At least one case against Kaing Khek Iev, alias Duch, could wrap up as early as the first half of next year, two Khmer Rouge tribunal judges said Thursday.
While Duch could face other criminal charges for his role as Khmer Rouge cadre, these will be tried separately from those stemming from his stewardship of Tuol Sleng prison, where as many as 16,000 Cambodians were tortured and sentenced to death, the co-investigating judges said.
Co-Investigating Judges You Bunleng and Marcel Lemonde said in the statement they hoped the trial would be completed "to the extent possible, during the first half of 2008."
Duch's torture center case will be tried on its own "in order to close this part of the investigation without having to await the results of additional investigations concerning the other alleged crimes" against him, the two said.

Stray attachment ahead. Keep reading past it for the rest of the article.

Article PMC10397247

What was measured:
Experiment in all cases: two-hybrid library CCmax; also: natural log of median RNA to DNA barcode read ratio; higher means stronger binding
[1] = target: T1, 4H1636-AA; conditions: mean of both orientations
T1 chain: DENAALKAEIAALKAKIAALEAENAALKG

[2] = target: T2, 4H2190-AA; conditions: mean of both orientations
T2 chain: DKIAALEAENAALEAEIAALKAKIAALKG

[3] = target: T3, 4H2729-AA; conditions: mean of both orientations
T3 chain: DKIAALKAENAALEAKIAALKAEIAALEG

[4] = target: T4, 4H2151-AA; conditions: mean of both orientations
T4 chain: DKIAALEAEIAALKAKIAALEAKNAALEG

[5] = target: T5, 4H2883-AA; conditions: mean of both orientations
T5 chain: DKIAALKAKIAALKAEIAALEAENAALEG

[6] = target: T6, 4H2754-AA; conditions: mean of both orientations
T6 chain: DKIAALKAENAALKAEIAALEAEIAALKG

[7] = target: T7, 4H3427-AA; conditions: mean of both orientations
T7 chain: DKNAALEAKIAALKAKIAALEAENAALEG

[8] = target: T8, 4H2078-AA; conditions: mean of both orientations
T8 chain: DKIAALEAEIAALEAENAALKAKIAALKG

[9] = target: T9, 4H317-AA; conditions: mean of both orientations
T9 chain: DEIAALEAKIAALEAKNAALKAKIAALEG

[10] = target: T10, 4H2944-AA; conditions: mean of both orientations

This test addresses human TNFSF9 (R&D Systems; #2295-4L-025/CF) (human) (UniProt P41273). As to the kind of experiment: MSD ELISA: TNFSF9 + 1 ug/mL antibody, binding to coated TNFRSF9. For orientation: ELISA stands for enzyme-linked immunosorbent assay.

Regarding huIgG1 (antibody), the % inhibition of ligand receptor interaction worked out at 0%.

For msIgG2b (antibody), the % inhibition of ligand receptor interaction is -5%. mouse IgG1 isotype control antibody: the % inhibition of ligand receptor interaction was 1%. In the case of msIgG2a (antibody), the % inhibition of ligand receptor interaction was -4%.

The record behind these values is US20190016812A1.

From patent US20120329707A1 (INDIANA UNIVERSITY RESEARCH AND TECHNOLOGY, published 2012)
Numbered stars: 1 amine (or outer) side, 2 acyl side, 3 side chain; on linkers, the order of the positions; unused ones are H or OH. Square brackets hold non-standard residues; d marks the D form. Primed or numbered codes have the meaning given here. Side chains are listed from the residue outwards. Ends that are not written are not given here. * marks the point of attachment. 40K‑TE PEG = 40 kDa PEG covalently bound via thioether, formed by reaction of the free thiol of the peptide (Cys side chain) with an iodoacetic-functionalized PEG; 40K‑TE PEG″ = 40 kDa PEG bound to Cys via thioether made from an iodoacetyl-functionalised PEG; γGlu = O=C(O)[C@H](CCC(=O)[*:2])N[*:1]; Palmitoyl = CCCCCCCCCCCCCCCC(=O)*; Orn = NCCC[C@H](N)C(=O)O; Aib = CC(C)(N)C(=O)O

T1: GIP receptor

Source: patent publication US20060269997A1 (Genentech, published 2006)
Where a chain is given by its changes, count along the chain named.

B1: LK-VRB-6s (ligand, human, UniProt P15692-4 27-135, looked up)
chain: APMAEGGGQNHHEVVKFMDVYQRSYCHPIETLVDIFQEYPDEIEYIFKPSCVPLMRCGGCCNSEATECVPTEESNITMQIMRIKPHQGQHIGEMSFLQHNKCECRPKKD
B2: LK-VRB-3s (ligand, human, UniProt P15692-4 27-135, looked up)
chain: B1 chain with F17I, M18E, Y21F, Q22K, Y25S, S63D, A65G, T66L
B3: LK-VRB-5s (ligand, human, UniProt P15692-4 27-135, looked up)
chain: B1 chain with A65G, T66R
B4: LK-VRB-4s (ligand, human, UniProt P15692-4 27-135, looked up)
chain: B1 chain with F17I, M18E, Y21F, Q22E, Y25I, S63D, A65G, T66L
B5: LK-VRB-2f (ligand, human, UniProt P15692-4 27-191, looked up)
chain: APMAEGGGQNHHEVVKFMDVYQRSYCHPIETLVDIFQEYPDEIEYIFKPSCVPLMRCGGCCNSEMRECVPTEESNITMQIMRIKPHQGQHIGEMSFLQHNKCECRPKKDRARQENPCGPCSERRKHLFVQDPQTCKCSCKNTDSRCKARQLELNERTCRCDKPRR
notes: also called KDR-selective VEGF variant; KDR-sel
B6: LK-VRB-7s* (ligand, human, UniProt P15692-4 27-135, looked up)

Experts welcomed the news, but warned again of the tribunal's impending budget crisis.
"It's right that the investigating judges say it will finish, because the jurisdiction of the Khmer Rouge tribunal has only three years," said Hisham Mousar, a legal expert for the rights group Adhoc. "If the hearing wasn't allowed until the end of 2008, it would be beyond the limits of the term, and we don't know if it will be extended or not, because right now there is not enough money."
Adhoc has reviewed several complaints from citizens, with three or four of them from victims who survived Tuol Sleng. The group hoped to forward the complaints, with added victims, to the courts.
The number of civil cases brought to the tribunal was still low, he said, indicating that many people were still unaware of the process.
The judges also said a long-awaited Victim's Unit would be up and running "in coming days."
The unit would help victims of the regime file criminal and civil suits against top leaders of the regime.